Dr. Kunkee conducts microwave remote-sensing research related to the development of the National Polar-orbiting Operational Environmental Satellite system, the Defense Meteorological Satellite Program, and the NASA’s Advanced Microwave Scanning Radiometer. He is active in radio science applications and is an amateur radio hobbyist. He is a member of Commission F of the International Union of Radio Science and is a member of the Institute of Electrical and Electronics Engineer’s Geoscience and Remote Sensing, Antennas and Propagation, and Microwave Theory and Techniques Societies. He received his Ph.D. in Electrical Engineering from the Georgia Institute of Technology in 1995.
Molly K. Macauley
Resources for the Future, Inc.
Dr. Macauley is a Senior Fellow and Director of Academic Programs with Resources for the Future (RFF). Dr. Macauley's research at RFF has included public finance, energy economics, the value of information, and economics and policy issues of outer space. Dr Macauley has been a visiting professor in the Department of Economics at Johns Hopkins University. Dr. Macauley has testified before Congress on numerous occasions on topics including space commercialization, remote sensing, and legislative and regulatory space policy. Dr. Macauley has served on many committees, including the congressionally mandated Economic Study of Space Solar Power (chair). She currently serves on the Aeronautics and Space Engineering Board of the NRC and is a member of the Steering Committee for Workshops on Issues of Technology Development for Human and Robotic Exploration and Development of Space and the SSB Science Panel Review of NASA Strategic Roadmaps.
James M. Moran
Harvard-Smithsonian Center for Astrophysics
Dr. Moran is Professor and Senior Radio Astronomer at the Harvard-Smithsonian Center for Astrophysics and is Chair of the Department of Astronomy at Harvard University. He has made fundamental and far-ranging contributions to astronomy through his key developments of radio spectroscopy combined with interferometry. He has used these techniques to study cosmic masers and has obtained, among other important results, the most direct and definitive evidence for the existence of a super-massive black hole. He observes molecular masers to study the dynamics of gas surrounding putative black holes in nearby galaxies. These masers can be tracked precisely in position and velocity with intercontinental arrays of radio telescopes operating as very long baseline interferometers. With the high angular resolution provided by these interferometers, he is able to measure the orbital characteristics of the gas as well as the mass and location of the black hole. Dr. Moran was principal investigator of the Sub-millimeter Array, an eight-element linked interferometric array, built near the summit of Mauna Kea in Hawaii and used to study planetary atmospheres, star formation, quasars, dust and gas distribution in nearby galaxies, and spectral lines from highly redshifted galaxies. Prof. Moran served on the U.S. National Committee for the International Astronomical Union (Member; 01/01/2000 - 12/31/2002), the Astronomy and Astrophysics Survey Committee (Member; 08/03/1998 - 06/30/2002) and its Panel on Radio and Sub millimeter-wave Astronomy (Vice Chair; 11/13/1998 - 12/31/2001), the U.S. National Committee for the International Union of Radio Science (Ex Officio Member; 01/01/1991 - 12/31/1993), and CORF’s Subcommittee on Radio Astronomy (Member; 07/01/1984 - 06/30/1987). Dr. Moran is an NAS member.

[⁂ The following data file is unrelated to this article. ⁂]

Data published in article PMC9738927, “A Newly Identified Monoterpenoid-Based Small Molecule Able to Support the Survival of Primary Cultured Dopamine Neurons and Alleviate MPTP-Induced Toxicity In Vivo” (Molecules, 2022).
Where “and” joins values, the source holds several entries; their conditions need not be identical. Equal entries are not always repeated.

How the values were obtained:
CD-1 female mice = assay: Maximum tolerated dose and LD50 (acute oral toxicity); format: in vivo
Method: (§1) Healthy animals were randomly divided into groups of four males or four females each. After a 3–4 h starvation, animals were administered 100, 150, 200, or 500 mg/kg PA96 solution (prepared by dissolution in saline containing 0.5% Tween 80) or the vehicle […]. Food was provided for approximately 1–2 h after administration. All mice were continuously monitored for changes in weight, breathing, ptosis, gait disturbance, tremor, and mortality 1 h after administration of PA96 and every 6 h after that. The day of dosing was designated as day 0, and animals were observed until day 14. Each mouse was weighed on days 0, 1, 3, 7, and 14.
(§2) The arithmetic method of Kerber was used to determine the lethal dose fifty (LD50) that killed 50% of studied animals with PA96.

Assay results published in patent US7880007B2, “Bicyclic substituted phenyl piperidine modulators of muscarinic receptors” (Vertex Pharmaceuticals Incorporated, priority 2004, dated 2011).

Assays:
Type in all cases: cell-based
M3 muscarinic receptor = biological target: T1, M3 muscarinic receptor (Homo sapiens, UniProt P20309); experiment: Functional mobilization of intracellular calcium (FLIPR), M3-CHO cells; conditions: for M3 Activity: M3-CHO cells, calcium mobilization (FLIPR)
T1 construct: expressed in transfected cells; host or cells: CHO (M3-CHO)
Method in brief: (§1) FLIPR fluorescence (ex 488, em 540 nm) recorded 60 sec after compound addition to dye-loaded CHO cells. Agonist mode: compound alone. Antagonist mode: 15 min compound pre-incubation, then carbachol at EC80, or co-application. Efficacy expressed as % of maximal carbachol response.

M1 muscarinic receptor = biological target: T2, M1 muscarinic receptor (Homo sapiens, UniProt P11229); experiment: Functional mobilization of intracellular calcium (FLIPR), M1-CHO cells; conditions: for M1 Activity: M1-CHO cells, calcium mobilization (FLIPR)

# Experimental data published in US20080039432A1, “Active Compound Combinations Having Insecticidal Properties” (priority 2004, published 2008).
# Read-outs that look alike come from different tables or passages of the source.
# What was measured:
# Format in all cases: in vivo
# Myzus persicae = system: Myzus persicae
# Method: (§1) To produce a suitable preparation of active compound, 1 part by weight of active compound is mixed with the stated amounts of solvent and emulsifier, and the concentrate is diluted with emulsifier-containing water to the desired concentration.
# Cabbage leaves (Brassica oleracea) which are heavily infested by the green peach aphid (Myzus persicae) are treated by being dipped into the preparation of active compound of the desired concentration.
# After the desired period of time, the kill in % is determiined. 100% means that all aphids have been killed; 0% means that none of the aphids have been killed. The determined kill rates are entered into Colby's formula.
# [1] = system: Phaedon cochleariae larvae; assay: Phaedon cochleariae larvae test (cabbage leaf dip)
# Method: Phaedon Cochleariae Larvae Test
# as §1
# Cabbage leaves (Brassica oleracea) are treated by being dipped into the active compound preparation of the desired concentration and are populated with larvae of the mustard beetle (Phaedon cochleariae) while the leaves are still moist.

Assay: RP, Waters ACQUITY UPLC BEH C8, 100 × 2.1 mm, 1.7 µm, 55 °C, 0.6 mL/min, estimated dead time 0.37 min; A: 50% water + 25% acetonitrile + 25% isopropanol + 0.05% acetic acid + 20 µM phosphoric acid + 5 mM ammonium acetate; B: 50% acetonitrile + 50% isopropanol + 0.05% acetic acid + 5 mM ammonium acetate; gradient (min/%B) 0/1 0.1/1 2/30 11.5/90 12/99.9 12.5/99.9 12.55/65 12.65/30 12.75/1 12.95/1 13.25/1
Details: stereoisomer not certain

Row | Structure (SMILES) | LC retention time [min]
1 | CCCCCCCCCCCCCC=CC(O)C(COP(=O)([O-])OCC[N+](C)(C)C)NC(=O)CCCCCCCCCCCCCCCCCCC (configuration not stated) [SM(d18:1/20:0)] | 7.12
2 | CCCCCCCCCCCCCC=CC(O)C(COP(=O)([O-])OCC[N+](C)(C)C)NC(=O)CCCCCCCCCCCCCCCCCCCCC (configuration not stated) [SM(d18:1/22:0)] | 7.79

Lee G. Mundy
University of Maryland, College Park
Dr. Mundy is Professor and Chair of the Department of Astronomy at the University of Maryland at College Park. He received his Ph.D. in Astronomy in 1984 from the University of Texas at Austin. Dr. Mundy studies the dense ISM, star formation and the initial stages of planet formation utilizing observations at centimeter through near infrared wavelengths and radiative transfer modeling tools. The observations are mainly acquired with the VLA and BIMA/CARMA millimeter array, and though a SIRTF legacy project which is mapping five major molecular clouds and over 100 compact cores. Dr. Mundy is also collaborating with NASA Goddard in studies of a number of mission concepts for submillimeter through near infrared wavelength space interferometers. Dr. Mundy has published extensively.
Timothy J. Pearson
California Institute of Technology
Dr. Pearson is a Senior Research Associate at Caltech. He received his Ph.D. from the University of Cambridge in 1977, after which he held a postdoctoral position at Caltech. He has been at Caltech since. Dr. Pearson’s research interests include statistics of radio sources, and radio interferometry and its application to observations of active galactic nuclei and the cosmic microwave background radiation. He uses radio telescopes at Cambridge, Owens Valley Radio Observatory, the National Radio Astronomy Observatory, and the Cosmic Background Imager in Chile. Currently he is an Associate Editor for the Monthly Notices of the Royal Astronomical Society.